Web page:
You can look at rule setting in terms of 5 Cs: Clarity, consistency, communication, caring and creation.
You can read this great article from Psych Central for more detail here, but in summary:
Being clear when you set rules, limits and boundaries for your children
As we talked about earlier, being predictable in your response so your child knows what to expect
Talk about the reason why certain rules are in place to help them to understand
Use positive language and reinforcement to encourage good behaviours
Encourage your child to feel that they have a responsibility for their own behaviour
Don’t take things personally
Trust me, there will be times when your child is downright brutal. Don’t take it to heart, they just haven’t learned how to filter out their thoughts yet.
As they grow, it’s our job to teach them the social skills to be able to realise that saying, “You look really fat today” probably isn’t a good idea in the long run.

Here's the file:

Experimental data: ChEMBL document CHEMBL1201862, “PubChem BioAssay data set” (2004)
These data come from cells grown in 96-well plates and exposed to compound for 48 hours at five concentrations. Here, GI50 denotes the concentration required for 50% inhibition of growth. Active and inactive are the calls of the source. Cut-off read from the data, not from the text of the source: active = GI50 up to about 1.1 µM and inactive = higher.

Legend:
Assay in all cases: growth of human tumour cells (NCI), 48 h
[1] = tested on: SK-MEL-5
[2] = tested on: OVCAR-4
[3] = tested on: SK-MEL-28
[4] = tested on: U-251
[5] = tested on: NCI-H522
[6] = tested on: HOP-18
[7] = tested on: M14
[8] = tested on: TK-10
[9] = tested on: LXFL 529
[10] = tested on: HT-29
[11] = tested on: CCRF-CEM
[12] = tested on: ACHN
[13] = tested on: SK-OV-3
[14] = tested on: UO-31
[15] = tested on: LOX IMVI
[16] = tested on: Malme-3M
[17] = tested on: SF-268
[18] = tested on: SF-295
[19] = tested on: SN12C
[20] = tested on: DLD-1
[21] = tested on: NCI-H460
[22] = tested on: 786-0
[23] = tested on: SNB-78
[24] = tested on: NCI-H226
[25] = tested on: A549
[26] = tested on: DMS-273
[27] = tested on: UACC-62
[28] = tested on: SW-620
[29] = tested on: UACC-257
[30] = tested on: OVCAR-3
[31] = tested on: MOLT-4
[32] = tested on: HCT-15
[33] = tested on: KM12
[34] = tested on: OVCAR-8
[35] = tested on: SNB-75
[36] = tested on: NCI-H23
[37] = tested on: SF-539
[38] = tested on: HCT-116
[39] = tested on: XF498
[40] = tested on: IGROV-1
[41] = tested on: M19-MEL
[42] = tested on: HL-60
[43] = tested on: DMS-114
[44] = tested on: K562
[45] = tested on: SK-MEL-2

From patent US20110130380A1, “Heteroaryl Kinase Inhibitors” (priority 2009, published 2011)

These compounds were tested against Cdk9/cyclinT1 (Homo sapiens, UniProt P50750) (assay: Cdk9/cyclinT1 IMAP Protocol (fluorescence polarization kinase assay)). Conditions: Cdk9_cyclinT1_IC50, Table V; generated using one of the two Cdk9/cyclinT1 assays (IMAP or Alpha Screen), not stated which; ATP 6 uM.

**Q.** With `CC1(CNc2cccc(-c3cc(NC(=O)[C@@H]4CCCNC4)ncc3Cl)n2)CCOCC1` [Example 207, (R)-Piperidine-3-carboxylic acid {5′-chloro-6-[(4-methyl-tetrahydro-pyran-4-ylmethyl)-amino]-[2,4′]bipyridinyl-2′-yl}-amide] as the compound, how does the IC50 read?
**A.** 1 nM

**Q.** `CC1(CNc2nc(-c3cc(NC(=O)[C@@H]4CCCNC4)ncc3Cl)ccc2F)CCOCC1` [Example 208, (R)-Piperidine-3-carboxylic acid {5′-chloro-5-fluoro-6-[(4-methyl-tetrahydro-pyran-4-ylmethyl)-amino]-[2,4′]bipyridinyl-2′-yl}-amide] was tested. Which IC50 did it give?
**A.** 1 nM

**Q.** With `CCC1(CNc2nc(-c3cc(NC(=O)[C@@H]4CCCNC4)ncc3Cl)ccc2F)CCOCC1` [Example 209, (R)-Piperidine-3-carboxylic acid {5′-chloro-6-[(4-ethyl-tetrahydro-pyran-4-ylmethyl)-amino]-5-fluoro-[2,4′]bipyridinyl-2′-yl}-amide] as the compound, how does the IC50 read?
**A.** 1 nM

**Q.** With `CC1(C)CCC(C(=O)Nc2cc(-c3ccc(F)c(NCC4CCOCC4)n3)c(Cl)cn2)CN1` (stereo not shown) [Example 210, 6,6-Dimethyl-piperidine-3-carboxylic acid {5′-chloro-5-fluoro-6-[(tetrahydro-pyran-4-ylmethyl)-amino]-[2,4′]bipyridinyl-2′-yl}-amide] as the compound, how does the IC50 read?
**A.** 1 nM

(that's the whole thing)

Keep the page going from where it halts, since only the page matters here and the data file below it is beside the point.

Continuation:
Show rather than tell
Effective parenting is about demonstrating how to behave, rather than telling. One of the greatest gifts for me about raising a child is getting to be the person who teaches Evie how the world around her works by spending time with her.
There’s a great quote by John C. Maxwell that says, “A leader is one who knows the way, goes the way and shows the way”.
As a parent, it’s time you take the lead.
Celebrate effort, not just success
In life, we’re not always going to win. To be honest, that’s not even the important part – The effort is what counts. Fear of failure is something we learn as we get older and become more mindful of silly feelings like embarrassment or pride.
The beautiful thing about children is that they don’t have any of those problems because they haven’t learned them yet.
If they fall, they get back up and try again and if they make a mistake, they move on.
I believe that embracing and learning from mistakes is the secret sauce to success in everything you do.
Nothing is more damaging to a person than holding on to the past, dwelling on mistakes and being bitter about what should have happened.
I believe in encouraging children to embrace their mistakes and move on. It teaches them resilience, which is great for their mental health.
Thanks so much for taking the time to read this post! If you think I missed anything, drop a comment below and let me know!